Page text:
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Charnock, John (1756–1807), naval biographer, was born on 28 November 1756, and baptized at Stanford-on-Soar, Nottinghamshire, on 21 March 1757, the son of John Charnock, barrister, of Stanford-on-Soar, and his wife, Frances, daughter of Thomas Boothby of Chingford, Essex. He was educated at Winchester School and matriculated at Trinity College, Oxford, on 15 December 1774. While at university he wrote political essays for periodicals, but afterwards he devoted himself entirely to the study of naval affairs, and served in the navy for some time as a volunteer. Details of his career at this time are unknown. However, it appears that his eccentric mode of life, and possibly also his marriage to Mary (1752/3–1836), daughter of Peregrine Jones of Philadelphia, occasioned a serious breach between Charnock and his father. The breakdown of relations threw him on his own resources, so that the studies which he had formerly undertaken as a pastime became his principal livelihood. His experience evidently exposed him to the opinions of sea officers, and these dominated his life's work.

At this time Charnock lived in Blackheath, and struck up a friendship with Captain William Locker, the early captain and friend of Horatio Nelson and subsequently lieutenant-governor of Greenwich Hospital. This association gave a definite direction to his work, and led to the publication of his Biographia navalis, or, Impartial memoirs of the lives and characters of officers of the navy of Great Britain from the year 1660 (6 vols., 1794–8), a compilation covering all post captains and admirals, in which he was largely aided by the material Locker had himself assembled for a revisionist naval history, which was not completed. Charnock's acquaintance with many of the officers whose lives are related, and his knowledge of naval tradition, gave his book a peculiar value. At the same time, Charnock had little access to original documentation and, though painstaking to a degree, he had very hazy ideas as to the credibility of evidence and a tendency to confuse officers of the same surname. Sir John Laughton, who checked his work extensively for the Dictionary of National Biography, observed: ‘The book is useful, but it should be used with caution’. Charnock also produced a large collection of unpublished architectural and related topographical drawings (over 300 items, NMM PAF 2721, 2766, 2843), though for what purpose is unclear other than that they appear to have been acquired by the politician Henry Hanbury Beaufoy. Despite their strange perspective and the fact that many of the buildings are not now readily identifiable (and some possibly imaginary), they form a substantial and sometimes useful record for the period.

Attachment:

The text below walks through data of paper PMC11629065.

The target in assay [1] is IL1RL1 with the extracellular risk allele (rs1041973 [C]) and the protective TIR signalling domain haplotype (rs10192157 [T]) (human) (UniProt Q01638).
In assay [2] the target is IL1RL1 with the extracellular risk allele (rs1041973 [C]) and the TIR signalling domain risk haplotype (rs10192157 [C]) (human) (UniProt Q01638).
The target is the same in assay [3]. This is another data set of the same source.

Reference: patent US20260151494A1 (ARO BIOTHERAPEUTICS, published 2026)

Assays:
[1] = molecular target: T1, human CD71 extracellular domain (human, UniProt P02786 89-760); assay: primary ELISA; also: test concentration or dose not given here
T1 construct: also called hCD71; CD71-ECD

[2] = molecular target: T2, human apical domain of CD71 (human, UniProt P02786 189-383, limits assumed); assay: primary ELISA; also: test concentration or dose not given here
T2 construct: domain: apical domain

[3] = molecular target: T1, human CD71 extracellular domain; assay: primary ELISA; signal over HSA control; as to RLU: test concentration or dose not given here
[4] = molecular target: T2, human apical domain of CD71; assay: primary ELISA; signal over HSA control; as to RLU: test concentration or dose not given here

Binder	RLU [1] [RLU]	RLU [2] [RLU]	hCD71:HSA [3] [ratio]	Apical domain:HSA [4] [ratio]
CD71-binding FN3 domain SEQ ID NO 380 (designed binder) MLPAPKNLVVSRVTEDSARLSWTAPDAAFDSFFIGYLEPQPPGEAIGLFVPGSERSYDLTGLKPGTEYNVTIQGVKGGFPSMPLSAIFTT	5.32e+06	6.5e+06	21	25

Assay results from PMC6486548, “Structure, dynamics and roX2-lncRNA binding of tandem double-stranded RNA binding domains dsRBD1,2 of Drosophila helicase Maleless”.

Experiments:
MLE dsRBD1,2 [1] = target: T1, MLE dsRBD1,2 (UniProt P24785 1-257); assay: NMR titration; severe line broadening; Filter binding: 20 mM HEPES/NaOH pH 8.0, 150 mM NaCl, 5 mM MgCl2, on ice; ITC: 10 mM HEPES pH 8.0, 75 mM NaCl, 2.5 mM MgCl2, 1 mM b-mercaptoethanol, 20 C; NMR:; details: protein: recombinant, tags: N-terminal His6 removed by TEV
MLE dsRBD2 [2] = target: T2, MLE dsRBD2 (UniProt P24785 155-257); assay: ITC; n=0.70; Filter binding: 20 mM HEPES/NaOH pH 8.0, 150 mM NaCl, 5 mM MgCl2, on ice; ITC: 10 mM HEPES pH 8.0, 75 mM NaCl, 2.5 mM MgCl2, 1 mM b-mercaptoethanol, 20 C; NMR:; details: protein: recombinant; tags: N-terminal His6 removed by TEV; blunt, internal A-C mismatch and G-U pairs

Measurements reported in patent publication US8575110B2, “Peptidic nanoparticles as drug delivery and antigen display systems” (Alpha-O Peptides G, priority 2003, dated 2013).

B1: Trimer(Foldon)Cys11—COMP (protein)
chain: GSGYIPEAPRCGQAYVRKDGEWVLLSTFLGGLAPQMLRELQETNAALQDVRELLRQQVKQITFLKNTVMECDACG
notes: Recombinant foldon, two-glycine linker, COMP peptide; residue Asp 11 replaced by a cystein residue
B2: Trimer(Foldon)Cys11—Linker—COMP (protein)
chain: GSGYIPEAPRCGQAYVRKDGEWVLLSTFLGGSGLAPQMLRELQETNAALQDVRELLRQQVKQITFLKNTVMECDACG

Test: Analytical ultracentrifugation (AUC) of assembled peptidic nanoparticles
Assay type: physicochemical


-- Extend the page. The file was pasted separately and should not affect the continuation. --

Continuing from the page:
On the completion of the Biographia navalis Charnock devoted himself to the compilation of a History of Marine Architecture (3 vols., 1801–2), a work which, especially in its more modern part, has a deservedly high reputation, being the first serious study of British naval architecture. However, it followed the opinions of sea officers in over-praising French ships and designs at the expense of their British equivalents establishing a tradition that has only recently been reassessed. In 1806 he published a Life of Lord Nelson, which, he says in the preface, was suggested, ‘almost in the form of a request’, by Captain Locker, ‘even during the life of his lordship’. The information and the letters communicated by Locker gave the book, at the time, a value far above that of the numerous instant memoirs which were produced after Trafalgar. Nelson's letters, which Charnock robbed of their personal interest by translating them into more genteel language, were subsequently correctly printed in Sir Harris Nicolas's great collection The Dispatches and Letters of Vice Admiral Nelson (1844–6). Other works by Charnock include The Rights of a Free People (1792) and A Letter on Finance and National Defence (1798). He died on 16 May 1807, in great poverty, and not impossibly in a debtors' gaol or an insane asylum. He was buried in the old churchyard at Lee. He was survived by his wife, with whom Charnock had no children, who died aged eighty-three on 26 May 1836.

Charnock's career may be seen as a warning of the perils of professional naval authorship—and linked to William James, William O'Byrne, and other disappointed men.

J. K. Laughton, rev. Andrew Lambert


J. K. Laughton, ‘Historians and naval history’, Naval and military essays: being papers read in the Naval and Military section at the International Congress of Historical Studies [London 1913], ed. J. S. Corbett and H. J. Edwards (1914), 3–22 · N. A. M. Rodger, The wooden world: an anatomy of the Georgian navy (1986) · B. Lavery, The ships of the line, 2 vols. (1983–4) · private information (2015) [P. van der Merwe]


E. Shirt, stipple, pubd 1810 (after M. Singleton), NPG